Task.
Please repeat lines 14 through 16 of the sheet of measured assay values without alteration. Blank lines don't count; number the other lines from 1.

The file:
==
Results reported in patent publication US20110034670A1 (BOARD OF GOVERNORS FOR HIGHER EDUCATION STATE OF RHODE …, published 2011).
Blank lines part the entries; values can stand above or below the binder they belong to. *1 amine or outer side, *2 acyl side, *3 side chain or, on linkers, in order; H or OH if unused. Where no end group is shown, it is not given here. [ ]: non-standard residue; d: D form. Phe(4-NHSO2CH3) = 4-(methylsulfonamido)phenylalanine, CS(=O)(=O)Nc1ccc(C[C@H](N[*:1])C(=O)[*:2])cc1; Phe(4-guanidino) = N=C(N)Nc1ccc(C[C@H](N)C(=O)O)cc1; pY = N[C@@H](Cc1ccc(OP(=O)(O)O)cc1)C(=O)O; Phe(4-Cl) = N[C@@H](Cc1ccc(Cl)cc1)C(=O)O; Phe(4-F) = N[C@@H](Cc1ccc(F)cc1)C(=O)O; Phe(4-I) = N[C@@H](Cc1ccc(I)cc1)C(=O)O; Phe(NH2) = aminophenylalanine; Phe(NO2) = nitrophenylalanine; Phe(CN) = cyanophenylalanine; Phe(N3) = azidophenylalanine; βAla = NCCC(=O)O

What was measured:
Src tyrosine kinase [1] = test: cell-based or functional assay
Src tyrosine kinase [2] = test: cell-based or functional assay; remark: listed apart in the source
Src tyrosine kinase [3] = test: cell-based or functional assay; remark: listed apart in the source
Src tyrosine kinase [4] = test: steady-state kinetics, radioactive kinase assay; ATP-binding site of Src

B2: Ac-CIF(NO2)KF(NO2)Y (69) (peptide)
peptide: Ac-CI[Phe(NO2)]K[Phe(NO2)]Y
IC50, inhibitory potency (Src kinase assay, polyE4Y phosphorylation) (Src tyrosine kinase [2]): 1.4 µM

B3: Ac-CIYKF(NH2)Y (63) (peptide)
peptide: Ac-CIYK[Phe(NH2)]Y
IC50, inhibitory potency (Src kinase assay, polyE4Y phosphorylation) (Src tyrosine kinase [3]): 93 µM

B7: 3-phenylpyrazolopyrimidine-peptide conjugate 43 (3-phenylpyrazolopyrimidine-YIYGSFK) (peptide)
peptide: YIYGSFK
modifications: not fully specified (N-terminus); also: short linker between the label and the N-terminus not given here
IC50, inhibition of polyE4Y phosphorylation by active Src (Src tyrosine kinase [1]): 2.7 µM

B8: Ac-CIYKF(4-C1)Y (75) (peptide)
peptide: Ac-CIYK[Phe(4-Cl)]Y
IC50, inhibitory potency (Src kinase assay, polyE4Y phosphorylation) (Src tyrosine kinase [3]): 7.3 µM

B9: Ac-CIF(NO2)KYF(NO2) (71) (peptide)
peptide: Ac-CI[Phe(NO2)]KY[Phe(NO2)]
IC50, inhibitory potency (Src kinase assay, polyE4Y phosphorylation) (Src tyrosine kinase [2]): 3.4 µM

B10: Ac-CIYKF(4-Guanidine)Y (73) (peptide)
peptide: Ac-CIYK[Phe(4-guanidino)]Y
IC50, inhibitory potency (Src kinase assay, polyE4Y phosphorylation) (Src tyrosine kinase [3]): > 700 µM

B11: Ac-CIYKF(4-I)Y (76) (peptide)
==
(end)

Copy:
B7: 3-phenylpyrazolopyrimidine-peptide conjugate 43 (3-phenylpyrazolopyrimidine-YIYGSFK) (peptide)
peptide: YIYGSFK
modifications: not fully specified (N-terminus); also: short linker between the label and the N-terminus not given here